Flood waters surround the Fort Calhoun nuclear power plant in Nebraska. Activists fear other U.S. plants are at risk.
NEW YORK (CNNMoney) -- Nebraska's flooded Fort Calhoun nuclear power plant is raising fears that other power plants in the United States are vulnerable to extreme weather events.
The Nebraska plant, located along the swollen Missouri River, is currently surrounded by about two feet of water. The facility, designed to withstand at least eight more feet of water, is reportedly dry inside, shut down and not thought to be in any immediate danger.
But activists say the situation highlights the precarious places many U.S. nuclear plants occupy. Nearly all of the nation's nuclear power plants are located next to some body of water -- many in tornado, earthquake or hurricane-prone parts of the country.
For example, New York's Indian Point plant has been called out as particularly risky, because it sits on an active fault line. And activists are concerned about Florida's Turkey Point facility, thanks to the large number of hurricanes that strike the area.
With the vast majority of the world's climate scientists predicting more extreme weather events in the years ahead as the planet warms, activists are calling for the at-risk plants to be shut or, at the very least, strongly reinforced.
"Each one has its own pathway to disaster," said Kevin Kamps, an activist at the watchdog group Beyond Nuclear. "Nuclear power is too risky to operate in a destabilized climate. We think it should be phased out."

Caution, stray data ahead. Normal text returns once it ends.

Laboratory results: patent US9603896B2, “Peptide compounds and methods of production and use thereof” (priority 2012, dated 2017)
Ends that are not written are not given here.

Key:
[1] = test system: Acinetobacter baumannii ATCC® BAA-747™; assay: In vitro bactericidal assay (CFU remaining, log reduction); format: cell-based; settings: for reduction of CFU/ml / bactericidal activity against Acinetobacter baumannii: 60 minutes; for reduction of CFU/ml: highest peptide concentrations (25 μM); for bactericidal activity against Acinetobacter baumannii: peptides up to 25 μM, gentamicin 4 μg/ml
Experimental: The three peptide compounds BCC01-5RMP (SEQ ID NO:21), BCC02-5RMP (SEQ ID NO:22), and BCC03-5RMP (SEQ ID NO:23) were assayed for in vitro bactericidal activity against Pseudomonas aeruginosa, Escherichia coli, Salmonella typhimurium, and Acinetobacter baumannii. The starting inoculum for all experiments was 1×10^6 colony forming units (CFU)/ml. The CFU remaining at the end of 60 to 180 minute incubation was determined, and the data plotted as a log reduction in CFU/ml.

A spokesman at the Nuclear Regulatory Commission, the federal agency charged with making sure the plants are safe, said plenty of protections are in place to avert disaster.
All plants in the United States have to be built to withstand the strongest weather-related event on record in that area, plus an additional safety margin, he said.
The Fort Calhoun facility can withstand flood waters reaching 1,014 feet above sea level, according to an NRC statement released on Sunday. The flood waters are currently at 1,006 feet above sea level, said the statement, and aren't expected to go higher than 1,008 feet.
The Missouri River is flooding as a result of a particularly snowy winter in Montana, Wyoming and the Dakotas, as well as heavy spring rains.
Kamps brought up the possibility of any one of the half-dozen dams upstream from the plant failing, calling that event a "nightmare" scenario that would push the water well past the 1,014-foot level the facility was built to withstand.
In that event, power to the plant from either its grid connection or back-up diesel generators could be lost, resulting in an inability to circulate water to keep either the reactor core or the spent fuel pool cool, said Kamps.
It was that scenario that led to the meltdown at Japan's Fukushima Daiichi nuclear power plant.
But NRC spokesman Scott Burnell said a Japanese-style meltdown is highly unlikely, even if the water breached the 1,014-foot mark.
For starters, the Nebraska plant has not been operating since April, when it was shut down for a planned refueling. That means the fuel in the core is cooler than normal, and would need less circulating water to prevent a meltdown.
The plant has also brought in emergency portable pumps and generators in case the existing ones fail due to an unexpected rise in the flood water level, he said.
As for the robustness of other plants nationwide, Burnell said new nuclear plants are built with the most current weather projections in mind, which would include any climate change-related events that might be more extreme.
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